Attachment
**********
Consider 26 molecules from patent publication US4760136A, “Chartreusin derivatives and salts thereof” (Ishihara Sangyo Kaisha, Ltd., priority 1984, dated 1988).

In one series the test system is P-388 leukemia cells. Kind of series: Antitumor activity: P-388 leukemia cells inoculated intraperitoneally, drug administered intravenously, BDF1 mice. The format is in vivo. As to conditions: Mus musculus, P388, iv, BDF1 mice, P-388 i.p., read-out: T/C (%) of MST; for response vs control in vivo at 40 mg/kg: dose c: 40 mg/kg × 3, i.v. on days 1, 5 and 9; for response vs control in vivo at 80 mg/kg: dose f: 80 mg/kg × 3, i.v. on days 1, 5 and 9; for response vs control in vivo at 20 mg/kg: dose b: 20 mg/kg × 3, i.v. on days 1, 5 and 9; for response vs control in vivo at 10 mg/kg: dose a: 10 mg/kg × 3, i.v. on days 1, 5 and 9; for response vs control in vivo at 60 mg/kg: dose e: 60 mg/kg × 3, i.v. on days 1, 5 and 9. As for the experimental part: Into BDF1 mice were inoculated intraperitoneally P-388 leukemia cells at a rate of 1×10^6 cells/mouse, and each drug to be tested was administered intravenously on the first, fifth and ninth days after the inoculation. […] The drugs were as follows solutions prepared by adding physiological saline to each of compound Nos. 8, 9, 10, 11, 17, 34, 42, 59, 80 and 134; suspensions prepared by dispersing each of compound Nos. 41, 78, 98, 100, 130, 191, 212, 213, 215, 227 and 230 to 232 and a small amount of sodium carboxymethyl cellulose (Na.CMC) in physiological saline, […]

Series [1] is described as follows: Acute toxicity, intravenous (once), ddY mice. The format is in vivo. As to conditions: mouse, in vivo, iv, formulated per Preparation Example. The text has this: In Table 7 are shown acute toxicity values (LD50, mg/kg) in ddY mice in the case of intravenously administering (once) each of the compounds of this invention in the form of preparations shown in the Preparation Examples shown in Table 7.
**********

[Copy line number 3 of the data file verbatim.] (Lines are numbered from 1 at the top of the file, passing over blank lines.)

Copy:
Series [1] is described as follows: Acute toxicity, intravenous (once), ddY mice. The format is in vivo. As to conditions: mouse, in vivo, iv, formulated per Preparation Example. The text has this: In Table 7 are shown acute toxicity values (LD50, mg/kg) in ddY mice in the case of intravenously administering (once) each of the compounds of this invention in the form of preparations shown in the Preparation Examples shown in Table 7.